Inflation is causing people to spend more on groceries, and there are fears of a looming recession — but the post-pandemic trend of people venturing out to dine and have fun seems to be continuing. Despite high food prices, it seems that Americans are willing to splurge on fun and fine dining. 

In the past year, consumer interest in restaurants remained consistent from a year ago, according to a new Yelp report that looked at certain user behaviors — viewing business pages, or posting photos or reviews. 

Americans have wanted to get out more after the past three years disrupted by the pandemic, experts and economists have said. The spending on dining out was strong in May, and Americans didn’t shy away from high prices. Sales for food services and drinking places were up 8.0% in May compared to a year ago, according to the latest retail sales data from the US Census Bureau. Food in general was 6.7% more expensive in May compared to a year ago and dining out was 8.3% more expensive, according to separate government data. 

Compared to March 2022, diners in March 2023 were looking at pricier restaurants, Yelp found, reporting that interest in fine dining in the past year not only surpassed the level of the year before, but also the pre-pandemic level by nearly 20%. Restaurants with four dollar signs, the most expensive tier that usually refers to fine dining restaurants, saw close to 20% more Yelp interactions in the past year, followed by those with three dollar signs, which saw a roughly 10% rise. 

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In comparison, the most affordable options — those labeled with one dollar sign — saw a 10% drop in interest from Yelp users.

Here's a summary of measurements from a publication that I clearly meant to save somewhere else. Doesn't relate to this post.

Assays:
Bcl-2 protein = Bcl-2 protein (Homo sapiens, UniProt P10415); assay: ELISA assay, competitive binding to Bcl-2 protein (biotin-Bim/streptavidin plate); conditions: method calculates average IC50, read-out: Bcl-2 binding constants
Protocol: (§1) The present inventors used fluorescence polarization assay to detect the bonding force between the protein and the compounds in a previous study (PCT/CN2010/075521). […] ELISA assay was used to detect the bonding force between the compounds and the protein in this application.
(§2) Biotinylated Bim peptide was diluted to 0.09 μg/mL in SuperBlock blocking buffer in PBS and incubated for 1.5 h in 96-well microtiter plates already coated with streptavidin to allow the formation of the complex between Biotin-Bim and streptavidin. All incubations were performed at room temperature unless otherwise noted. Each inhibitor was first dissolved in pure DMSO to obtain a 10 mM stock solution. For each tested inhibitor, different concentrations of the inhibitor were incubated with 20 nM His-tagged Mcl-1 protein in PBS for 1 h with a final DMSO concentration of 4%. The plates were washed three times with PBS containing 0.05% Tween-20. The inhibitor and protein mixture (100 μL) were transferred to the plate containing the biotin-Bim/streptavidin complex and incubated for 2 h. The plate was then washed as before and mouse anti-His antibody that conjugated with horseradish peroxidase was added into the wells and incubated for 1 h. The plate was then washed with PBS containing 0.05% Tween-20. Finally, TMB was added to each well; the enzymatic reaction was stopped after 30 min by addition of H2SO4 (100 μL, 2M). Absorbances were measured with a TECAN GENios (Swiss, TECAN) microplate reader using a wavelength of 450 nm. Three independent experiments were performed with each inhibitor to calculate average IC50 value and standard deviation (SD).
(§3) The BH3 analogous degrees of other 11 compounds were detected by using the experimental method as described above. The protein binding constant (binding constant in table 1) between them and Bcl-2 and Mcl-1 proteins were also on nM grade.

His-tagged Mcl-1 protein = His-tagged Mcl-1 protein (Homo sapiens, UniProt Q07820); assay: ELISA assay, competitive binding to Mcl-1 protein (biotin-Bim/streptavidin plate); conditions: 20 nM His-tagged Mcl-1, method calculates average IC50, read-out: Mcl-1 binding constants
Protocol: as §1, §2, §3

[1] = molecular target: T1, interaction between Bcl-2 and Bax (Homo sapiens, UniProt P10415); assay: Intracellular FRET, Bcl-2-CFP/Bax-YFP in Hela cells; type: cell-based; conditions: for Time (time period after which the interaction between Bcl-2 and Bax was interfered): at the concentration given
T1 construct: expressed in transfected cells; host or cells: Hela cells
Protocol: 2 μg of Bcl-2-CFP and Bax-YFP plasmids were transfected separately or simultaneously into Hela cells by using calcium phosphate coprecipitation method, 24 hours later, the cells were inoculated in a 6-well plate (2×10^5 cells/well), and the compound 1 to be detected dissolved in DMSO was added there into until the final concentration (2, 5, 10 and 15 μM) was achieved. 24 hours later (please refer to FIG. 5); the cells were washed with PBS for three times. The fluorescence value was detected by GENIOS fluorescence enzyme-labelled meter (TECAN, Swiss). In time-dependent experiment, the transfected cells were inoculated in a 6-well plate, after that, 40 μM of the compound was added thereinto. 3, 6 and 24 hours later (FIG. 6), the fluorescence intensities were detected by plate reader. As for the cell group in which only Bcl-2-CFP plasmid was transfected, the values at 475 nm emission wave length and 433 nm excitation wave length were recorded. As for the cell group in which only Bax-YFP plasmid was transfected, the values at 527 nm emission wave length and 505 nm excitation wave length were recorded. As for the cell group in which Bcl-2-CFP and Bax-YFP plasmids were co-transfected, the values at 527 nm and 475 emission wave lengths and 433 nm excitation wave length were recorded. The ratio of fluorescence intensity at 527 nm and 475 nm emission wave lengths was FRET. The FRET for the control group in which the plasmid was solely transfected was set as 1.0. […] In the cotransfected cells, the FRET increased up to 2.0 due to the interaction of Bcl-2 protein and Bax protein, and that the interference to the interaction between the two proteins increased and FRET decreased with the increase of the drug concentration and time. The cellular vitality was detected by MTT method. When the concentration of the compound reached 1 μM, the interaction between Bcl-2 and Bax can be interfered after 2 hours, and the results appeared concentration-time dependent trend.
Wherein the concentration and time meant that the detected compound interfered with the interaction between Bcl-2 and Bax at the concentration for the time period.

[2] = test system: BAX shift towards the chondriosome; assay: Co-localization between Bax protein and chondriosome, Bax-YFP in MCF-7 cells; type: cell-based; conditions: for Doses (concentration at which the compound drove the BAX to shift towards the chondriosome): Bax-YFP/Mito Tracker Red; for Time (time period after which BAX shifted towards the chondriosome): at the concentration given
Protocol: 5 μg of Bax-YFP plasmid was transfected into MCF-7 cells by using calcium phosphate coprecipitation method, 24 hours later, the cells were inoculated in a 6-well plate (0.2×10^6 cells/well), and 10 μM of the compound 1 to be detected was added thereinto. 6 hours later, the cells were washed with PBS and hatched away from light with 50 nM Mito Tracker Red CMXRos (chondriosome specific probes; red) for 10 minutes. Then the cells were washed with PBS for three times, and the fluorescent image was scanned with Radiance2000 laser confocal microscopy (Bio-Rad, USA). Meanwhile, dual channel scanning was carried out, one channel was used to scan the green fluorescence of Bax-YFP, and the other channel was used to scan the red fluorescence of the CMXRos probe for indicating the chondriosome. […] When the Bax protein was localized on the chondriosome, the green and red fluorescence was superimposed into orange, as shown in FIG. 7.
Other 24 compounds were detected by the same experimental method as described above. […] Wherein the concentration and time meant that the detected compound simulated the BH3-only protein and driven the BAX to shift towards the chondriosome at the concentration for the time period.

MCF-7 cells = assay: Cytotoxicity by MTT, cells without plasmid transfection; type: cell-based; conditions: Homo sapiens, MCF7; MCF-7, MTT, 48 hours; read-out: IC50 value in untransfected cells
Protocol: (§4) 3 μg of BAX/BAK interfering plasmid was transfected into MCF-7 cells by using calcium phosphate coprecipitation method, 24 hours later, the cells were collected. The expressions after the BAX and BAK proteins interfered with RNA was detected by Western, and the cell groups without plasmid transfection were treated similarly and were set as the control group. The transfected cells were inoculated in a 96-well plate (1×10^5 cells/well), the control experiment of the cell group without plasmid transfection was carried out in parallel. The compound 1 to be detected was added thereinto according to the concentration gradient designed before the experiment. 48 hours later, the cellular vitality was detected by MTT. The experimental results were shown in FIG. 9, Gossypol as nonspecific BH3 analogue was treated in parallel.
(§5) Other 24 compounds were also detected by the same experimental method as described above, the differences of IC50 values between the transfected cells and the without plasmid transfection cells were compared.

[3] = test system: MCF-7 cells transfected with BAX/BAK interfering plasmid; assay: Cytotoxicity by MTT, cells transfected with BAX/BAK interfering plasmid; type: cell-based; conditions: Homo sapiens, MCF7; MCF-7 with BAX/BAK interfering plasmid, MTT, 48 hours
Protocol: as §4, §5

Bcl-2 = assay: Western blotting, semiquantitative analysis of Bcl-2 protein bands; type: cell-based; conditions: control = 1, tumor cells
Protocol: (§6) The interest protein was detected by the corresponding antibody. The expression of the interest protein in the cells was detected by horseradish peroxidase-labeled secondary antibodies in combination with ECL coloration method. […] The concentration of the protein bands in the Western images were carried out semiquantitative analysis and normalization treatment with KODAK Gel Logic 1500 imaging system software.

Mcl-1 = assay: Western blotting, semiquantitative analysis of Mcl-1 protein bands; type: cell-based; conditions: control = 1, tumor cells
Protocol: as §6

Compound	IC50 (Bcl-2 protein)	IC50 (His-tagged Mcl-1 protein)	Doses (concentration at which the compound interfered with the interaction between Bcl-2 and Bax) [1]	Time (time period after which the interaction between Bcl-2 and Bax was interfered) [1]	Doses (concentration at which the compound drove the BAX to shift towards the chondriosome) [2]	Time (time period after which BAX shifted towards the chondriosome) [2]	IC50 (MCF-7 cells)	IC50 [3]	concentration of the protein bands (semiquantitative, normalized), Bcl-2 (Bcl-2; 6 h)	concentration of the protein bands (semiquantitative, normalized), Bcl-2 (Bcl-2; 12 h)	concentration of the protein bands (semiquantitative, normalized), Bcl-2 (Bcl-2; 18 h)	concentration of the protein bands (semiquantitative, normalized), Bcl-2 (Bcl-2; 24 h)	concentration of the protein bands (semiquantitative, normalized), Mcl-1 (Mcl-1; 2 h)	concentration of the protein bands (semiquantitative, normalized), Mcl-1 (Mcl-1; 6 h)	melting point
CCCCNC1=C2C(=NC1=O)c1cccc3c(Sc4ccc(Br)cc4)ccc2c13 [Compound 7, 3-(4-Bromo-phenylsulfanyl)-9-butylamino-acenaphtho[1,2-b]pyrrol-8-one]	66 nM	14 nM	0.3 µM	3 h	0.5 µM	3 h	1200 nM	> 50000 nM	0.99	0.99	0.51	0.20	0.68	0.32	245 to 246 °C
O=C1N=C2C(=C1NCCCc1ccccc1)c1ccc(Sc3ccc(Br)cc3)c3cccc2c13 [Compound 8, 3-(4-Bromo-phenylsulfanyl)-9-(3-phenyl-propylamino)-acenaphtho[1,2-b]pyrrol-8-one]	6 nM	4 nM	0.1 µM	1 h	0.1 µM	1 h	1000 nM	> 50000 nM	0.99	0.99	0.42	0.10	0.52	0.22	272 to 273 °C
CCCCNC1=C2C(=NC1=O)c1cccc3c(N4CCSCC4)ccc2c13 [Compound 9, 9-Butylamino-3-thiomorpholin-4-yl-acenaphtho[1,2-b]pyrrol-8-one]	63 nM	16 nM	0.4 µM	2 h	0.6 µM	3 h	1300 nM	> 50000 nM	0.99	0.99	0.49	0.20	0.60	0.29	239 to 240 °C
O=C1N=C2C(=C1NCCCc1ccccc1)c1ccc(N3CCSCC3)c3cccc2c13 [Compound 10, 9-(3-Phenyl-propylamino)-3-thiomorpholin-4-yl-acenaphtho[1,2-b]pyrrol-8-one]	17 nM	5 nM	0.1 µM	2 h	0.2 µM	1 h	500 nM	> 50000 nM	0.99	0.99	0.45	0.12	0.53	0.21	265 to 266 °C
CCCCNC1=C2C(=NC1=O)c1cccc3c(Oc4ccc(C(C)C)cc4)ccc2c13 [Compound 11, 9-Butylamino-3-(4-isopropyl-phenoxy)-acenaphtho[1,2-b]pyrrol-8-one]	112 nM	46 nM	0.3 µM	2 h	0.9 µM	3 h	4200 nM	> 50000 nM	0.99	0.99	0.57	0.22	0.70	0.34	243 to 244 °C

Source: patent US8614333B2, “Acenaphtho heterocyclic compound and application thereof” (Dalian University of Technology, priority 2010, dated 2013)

The report also found that pop-up restaurants — those that share temporary space with bars and sometimes other restaurants — were the fastest-growing businesses, seeing a 105% spike in openings. Ramen restaurants followed with 45% more business openings in the past year than the year prior. 

“The restaurant industry shows strong signs of growth with business openings up nationally, especially for pop-up concepts, which entice consumers with their fleeting nature and experimental menus,” the report said. 

Across the U.S., consumers found themselves increasingly interested in arts and entertainment and nightlife, Yelp said. That was compared to a declining interest in shopping, beauty and spas in most states. 

Americans’ changing interests weren’t uniform across the country, the report found. West Virginia saw the largest increase in Arts and Entertainment activities, and people there became more interested in museums. Yelp interactions in the state rose 20% compared to a year ago. In Delaware, it was music venues (up 41%); and in Iowa, wine-tasting rooms (up 160%). Illinois residents and visitors were more interested in immersive-gaming experiences, as virtual reality centers saw a 76% rise in interest compared to a year ago. 

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One of the hottest activities, though, was paint-and-sip — where patrons are guided through a step-by-step painting lesson while drinking alcohol. Interest in paint-and-sip businesses was up 17% compared to a year ago, rising the most among arts and entertainment business categories. Americans were also showing more interest in speakeasies and comedy clubs, both up more than 15% compared to a year ago. 


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